A remark on Q13c)ii).

It had a nice trap where you had to recognise that f'(x) and g'(x) are undefined at the points (1,0) and (-1,0) but these are points where the f(x) and g(x) are defined.

So technically speaking you can only say that since their derivatives are

then

Therefore you can only really claim that

This would suggest that simply substituting in say x = 1 to find c has some rigour issues as it doesn't quite fit that domain (even though it works out).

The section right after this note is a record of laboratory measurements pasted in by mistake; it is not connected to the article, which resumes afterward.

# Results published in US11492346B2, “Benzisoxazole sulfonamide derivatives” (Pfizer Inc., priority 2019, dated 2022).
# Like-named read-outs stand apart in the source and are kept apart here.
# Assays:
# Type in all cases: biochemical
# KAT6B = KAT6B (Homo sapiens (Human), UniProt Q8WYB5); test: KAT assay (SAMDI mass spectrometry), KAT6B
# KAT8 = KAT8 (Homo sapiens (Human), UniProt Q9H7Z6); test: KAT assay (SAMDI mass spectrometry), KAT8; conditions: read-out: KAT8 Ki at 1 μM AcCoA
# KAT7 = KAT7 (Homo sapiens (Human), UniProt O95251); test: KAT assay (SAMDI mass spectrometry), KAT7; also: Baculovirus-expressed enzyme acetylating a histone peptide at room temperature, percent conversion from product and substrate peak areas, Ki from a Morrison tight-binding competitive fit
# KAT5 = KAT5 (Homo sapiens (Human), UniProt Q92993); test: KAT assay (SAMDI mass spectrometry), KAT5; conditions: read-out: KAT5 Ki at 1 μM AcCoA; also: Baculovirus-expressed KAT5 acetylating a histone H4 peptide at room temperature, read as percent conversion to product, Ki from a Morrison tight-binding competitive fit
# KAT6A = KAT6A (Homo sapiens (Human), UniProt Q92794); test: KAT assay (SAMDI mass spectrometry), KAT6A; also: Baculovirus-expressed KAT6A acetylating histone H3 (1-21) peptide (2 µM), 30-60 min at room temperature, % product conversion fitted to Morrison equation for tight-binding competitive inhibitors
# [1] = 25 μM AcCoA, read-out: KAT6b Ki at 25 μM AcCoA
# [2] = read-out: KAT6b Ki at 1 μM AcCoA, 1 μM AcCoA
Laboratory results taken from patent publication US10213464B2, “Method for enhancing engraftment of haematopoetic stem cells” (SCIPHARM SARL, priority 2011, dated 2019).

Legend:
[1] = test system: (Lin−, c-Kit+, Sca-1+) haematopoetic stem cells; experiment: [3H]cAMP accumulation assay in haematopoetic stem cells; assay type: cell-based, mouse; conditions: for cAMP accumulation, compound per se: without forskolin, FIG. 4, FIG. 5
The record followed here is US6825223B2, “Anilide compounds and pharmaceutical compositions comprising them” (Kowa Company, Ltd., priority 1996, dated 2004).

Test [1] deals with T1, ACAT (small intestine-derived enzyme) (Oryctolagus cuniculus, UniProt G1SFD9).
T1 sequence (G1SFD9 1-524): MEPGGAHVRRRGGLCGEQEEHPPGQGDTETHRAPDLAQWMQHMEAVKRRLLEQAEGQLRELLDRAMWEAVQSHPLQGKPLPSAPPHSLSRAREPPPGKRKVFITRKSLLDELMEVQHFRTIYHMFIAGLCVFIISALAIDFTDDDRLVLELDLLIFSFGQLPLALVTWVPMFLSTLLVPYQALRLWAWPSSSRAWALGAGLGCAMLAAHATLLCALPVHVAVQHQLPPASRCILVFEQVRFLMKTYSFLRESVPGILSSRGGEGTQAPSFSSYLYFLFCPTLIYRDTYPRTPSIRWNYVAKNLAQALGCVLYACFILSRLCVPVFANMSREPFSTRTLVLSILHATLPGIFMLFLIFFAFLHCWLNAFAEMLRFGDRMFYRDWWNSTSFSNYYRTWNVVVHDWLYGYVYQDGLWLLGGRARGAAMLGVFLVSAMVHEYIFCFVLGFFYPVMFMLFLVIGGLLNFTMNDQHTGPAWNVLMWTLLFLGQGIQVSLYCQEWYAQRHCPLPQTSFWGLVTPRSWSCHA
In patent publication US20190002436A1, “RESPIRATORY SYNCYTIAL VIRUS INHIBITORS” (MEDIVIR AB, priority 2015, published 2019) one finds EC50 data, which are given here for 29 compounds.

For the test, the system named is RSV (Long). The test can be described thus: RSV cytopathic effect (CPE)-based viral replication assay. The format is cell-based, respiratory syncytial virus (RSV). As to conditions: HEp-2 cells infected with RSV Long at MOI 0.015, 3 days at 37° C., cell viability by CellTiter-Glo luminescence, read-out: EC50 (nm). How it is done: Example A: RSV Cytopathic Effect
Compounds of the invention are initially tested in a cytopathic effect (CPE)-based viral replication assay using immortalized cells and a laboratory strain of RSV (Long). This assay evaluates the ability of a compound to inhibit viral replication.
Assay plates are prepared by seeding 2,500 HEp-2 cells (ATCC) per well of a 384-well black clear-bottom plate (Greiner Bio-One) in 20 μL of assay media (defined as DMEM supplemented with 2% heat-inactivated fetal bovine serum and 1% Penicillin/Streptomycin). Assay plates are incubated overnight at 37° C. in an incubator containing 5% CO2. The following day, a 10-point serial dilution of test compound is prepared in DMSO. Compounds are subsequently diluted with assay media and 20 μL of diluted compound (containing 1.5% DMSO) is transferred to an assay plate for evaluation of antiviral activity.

I think the intended solution was for students to recognise that since

then f(x) and g(x) share common points at x = -1 and x = 1.

From part (i), they have the same gradient behaviour in the domain -1 < x < 0 but have a common point at x = -1 on the "edge" of that domain. This means that

Similarly, they have the same gradient behaviour in the domain 0 < x < 1 but have a common point at x = 1 on the "edge" of that domain. This means that